Artists in Waterloo #5: Chris Horner

Throughout the Waterloo Festival 2020, we've been platforming artists who either live in or are connected to Waterloo. Chris Horner, a member of the The London Group, repurposes old building waste, breathing new life into material which once provided shelter and contained life within it.


STUDY #1, Charcoal, Acrylic, Neon UV on Canvas

My artworks explore the relationship between artist and material. I transform pre-used building materials into new painted sculptural artworks. I like to restore life back into these pre-used building materials, which were once important and wanted, and experienced a feeling of appreciation and value when used on the building site. I support my Father in the building trade. I have to balance my art practice with this job as it enables me to keep producing work, and acts as a financial supporter, which I believe for any artist is pivotal in this current climate. I am very lucky to be able to support my Father because it is a job, which I have connected to my art practice in order to fuel and expand my style of making. I operate with pre-used building materials like; cement, plaster, building sand, strong liquidizes, with art supplies; glosses, acrylics, oils, turpentines, etc.


I create experiments, which originate from an invented movement called an 'Unknown working process'. This is when both pre-used building materials and art supplies are mixed together. I am interested in finding out how both might function differently when put in an obscure process. It is not about the end result, it is all about the different actions that happen in between the process of making. Having a range of subjects to work from as a reference point supports my understanding when I am constructing each piece. These themes include; playing with elements of chance and deliberately setting up modes of risk taking, challenging my creativity by testing my levels of endurance, working with known and unknown factors which share a link to the familiar and the unfamiliar, and producing works through devised systems and operations which emerge from rules, rituals, and a strong state of being obsessed.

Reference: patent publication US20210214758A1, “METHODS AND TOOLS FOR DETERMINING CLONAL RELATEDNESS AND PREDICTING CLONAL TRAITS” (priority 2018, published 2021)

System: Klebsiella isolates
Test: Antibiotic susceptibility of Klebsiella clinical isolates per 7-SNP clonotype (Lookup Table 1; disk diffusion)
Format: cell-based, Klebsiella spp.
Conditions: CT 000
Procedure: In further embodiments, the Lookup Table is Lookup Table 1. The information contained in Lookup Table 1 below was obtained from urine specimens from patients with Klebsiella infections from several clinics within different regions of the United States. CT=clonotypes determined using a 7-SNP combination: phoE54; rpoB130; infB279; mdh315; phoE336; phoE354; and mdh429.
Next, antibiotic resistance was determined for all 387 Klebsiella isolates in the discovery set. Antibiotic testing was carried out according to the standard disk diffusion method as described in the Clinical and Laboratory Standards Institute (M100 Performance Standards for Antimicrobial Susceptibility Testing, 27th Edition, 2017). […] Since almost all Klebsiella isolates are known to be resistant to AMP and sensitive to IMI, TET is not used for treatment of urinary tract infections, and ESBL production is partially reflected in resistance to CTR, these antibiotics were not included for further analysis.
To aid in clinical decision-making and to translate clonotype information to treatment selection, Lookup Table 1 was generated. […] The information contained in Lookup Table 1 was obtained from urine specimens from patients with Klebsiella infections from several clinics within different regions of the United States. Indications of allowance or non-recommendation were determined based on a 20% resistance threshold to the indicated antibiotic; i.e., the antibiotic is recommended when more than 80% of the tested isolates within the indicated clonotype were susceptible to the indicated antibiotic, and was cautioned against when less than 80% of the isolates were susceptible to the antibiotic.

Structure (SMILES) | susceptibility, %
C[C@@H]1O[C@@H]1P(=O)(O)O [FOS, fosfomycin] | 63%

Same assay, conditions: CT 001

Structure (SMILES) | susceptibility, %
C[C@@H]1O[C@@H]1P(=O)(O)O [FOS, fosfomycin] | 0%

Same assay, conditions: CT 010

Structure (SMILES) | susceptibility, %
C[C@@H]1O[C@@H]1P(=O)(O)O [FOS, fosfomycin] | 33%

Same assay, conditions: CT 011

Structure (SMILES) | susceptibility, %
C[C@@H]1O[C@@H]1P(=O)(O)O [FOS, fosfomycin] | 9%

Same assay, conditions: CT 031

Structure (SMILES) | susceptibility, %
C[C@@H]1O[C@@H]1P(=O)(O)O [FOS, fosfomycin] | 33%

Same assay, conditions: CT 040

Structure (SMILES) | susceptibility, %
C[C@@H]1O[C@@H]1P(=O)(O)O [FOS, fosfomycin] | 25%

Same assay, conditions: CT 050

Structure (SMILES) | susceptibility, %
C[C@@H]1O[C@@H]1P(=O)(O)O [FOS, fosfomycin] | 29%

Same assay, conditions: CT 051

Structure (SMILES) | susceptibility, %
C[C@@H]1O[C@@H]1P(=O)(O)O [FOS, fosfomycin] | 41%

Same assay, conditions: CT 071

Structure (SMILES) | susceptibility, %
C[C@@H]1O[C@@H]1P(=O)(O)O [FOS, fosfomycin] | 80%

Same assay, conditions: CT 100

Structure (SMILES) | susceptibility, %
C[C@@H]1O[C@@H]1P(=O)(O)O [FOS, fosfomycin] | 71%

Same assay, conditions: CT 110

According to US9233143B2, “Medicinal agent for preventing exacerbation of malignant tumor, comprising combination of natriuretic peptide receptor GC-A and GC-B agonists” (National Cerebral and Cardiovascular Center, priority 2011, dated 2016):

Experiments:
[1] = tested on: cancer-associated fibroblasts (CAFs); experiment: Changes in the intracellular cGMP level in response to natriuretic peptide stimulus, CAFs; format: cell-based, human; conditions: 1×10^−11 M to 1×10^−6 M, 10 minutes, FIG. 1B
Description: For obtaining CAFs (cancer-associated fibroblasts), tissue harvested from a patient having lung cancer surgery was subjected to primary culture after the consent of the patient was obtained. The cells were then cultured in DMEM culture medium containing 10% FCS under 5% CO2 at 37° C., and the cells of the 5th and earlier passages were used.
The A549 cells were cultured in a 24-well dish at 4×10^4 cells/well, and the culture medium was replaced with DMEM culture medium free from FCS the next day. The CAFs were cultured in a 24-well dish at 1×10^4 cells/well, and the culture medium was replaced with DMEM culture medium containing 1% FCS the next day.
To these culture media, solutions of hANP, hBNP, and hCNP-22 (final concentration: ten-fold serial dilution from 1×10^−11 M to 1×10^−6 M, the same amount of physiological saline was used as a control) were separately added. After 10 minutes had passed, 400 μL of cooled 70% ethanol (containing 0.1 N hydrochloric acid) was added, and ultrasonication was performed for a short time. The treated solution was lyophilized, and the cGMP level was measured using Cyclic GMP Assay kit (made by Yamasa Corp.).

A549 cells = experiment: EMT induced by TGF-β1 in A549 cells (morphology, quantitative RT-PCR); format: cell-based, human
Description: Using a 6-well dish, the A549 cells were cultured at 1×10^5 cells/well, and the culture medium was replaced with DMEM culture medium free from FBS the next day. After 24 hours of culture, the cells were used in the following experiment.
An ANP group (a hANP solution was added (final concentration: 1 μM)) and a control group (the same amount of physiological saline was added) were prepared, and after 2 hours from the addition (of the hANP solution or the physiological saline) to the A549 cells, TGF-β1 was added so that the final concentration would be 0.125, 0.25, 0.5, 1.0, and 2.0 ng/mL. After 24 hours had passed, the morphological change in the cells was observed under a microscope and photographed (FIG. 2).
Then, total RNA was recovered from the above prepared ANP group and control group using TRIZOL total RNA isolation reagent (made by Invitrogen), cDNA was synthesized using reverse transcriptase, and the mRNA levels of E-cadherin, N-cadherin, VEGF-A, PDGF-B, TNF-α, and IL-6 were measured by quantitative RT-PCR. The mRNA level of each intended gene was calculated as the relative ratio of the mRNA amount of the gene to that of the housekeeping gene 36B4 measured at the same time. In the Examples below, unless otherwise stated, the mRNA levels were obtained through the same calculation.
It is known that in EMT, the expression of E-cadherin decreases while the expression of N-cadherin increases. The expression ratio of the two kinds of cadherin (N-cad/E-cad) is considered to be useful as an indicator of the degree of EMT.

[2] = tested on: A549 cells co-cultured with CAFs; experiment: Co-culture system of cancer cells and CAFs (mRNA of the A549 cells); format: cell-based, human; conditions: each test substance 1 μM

I believe my art is an expression or an application of human creative skill and imagination. This enables the viewer to experience the world differently. When making each piece I not only like to challenge myself, I like to distort the mind of the viewer where familiar associations are interrupted by themes relating to the unfamiliar.


There are many artists who have influenced me. If I am thinking about my current position within my practice, and the STUDY SERIES, which I produced in Lockdown, I would have to say there were three artists who heightened my knowledge within my making. These artists were; Peter Sedgley, Fahrelnissa Zeid and Helen Frankenthaler.


Peter Sedgley, Glide

I chose to look at Peter Sedgley’s work because I was interested in how he works with colours. Each colour which, is used becomes intensified through the power of light. This then made me think about colour sequences and colour transformations.








Fahrelnissa Zeid, Resolved Problems (1948)

Zeid’s work is loose and very expressive, but at the same time tight and complex. I like how she swings between these acts of making. The swirling and crossing lines in her works give an original feeling of chaos. The shapes which start to appear in her work were filled with carefully chosen colours. The result is a complex, kaleidoscopic effect. I was drawn to her working style as it incorporated suggestions of order and chaos.









Helen Frankenthaler, Jupiter (1976)

Helen Frankenthaler was an artist who developed her own style and technique known as the ‘soak-stain’ technique. She thinned oil paint to the consistency of watercolour. This allowed her to create pools of paint, which could be worked into with different brushes and other tools. Frankenthaler’s willingness to expand the possibilities in her making was an instant attraction, and was something I wanted to incorporate into my own work.